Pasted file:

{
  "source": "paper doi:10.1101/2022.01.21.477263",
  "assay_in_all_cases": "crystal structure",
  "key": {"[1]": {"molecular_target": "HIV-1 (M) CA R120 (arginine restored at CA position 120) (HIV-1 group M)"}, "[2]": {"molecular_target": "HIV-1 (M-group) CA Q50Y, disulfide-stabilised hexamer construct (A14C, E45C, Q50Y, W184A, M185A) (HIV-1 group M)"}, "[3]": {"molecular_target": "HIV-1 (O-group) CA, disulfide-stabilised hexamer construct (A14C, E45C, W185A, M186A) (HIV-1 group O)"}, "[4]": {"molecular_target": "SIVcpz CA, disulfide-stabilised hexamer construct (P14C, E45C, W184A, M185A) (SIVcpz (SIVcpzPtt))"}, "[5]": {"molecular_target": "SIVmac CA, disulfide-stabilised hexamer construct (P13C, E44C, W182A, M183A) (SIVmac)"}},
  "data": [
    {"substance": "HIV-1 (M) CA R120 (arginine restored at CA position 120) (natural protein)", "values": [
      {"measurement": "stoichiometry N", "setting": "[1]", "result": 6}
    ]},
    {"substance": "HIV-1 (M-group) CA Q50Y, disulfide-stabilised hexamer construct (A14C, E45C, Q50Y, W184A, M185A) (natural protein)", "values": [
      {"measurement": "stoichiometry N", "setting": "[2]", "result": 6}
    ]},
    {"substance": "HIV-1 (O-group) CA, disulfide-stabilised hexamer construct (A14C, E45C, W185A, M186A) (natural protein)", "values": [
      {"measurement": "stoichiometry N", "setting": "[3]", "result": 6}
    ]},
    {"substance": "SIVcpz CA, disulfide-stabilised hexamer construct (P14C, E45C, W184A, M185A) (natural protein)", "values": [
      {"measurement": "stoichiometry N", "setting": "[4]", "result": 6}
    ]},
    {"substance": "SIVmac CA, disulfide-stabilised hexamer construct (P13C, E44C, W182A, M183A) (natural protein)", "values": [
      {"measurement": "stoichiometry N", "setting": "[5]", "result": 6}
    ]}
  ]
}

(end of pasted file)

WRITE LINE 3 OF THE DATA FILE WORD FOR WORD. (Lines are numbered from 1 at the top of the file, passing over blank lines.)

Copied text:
  "assay_in_all_cases": "crystal structure",